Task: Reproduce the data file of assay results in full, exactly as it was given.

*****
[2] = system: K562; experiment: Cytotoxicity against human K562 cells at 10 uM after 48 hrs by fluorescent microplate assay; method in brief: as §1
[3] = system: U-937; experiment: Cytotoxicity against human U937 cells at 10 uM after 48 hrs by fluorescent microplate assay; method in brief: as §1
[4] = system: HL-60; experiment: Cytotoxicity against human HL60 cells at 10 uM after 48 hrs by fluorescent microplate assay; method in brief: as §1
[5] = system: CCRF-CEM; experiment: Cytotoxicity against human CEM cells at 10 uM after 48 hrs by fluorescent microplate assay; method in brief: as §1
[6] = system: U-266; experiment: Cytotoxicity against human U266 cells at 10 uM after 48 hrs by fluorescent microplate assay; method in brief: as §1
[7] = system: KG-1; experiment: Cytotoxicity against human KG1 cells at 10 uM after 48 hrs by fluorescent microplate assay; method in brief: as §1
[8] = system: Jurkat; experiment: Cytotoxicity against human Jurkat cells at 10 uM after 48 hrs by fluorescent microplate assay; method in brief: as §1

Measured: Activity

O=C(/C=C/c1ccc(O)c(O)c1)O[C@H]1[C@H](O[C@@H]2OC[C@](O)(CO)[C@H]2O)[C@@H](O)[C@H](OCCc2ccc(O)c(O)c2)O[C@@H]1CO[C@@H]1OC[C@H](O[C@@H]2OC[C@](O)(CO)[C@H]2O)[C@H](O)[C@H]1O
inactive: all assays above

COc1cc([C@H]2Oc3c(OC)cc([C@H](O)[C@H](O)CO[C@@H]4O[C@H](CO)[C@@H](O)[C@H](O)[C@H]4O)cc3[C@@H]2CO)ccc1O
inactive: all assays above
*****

[2] = system: K562; experiment: Cytotoxicity against human K562 cells at 10 uM after 48 hrs by fluorescent microplate assay; method in brief: as §1
[3] = system: U-937; experiment: Cytotoxicity against human U937 cells at 10 uM after 48 hrs by fluorescent microplate assay; method in brief: as §1
[4] = system: HL-60; experiment: Cytotoxicity against human HL60 cells at 10 uM after 48 hrs by fluorescent microplate assay; method in brief: as §1
[5] = system: CCRF-CEM; experiment: Cytotoxicity against human CEM cells at 10 uM after 48 hrs by fluorescent microplate assay; method in brief: as §1
[6] = system: U-266; experiment: Cytotoxicity against human U266 cells at 10 uM after 48 hrs by fluorescent microplate assay; method in brief: as §1
[7] = system: KG-1; experiment: Cytotoxicity against human KG1 cells at 10 uM after 48 hrs by fluorescent microplate assay; method in brief: as §1
[8] = system: Jurkat; experiment: Cytotoxicity against human Jurkat cells at 10 uM after 48 hrs by fluorescent microplate assay; method in brief: as §1

Measured: Activity

O=C(/C=C/c1ccc(O)c(O)c1)O[C@H]1[C@H](O[C@@H]2OC[C@](O)(CO)[C@H]2O)[C@@H](O)[C@H](OCCc2ccc(O)c(O)c2)O[C@@H]1CO[C@@H]1OC[C@H](O[C@@H]2OC[C@](O)(CO)[C@H]2O)[C@H](O)[C@H]1O
inactive: all assays above

COc1cc([C@H]2Oc3c(OC)cc([C@H](O)[C@H](O)CO[C@@H]4O[C@H](CO)[C@@H](O)[C@H](O)[C@H]4O)cc3[C@@H]2CO)ccc1O
inactive: all assays above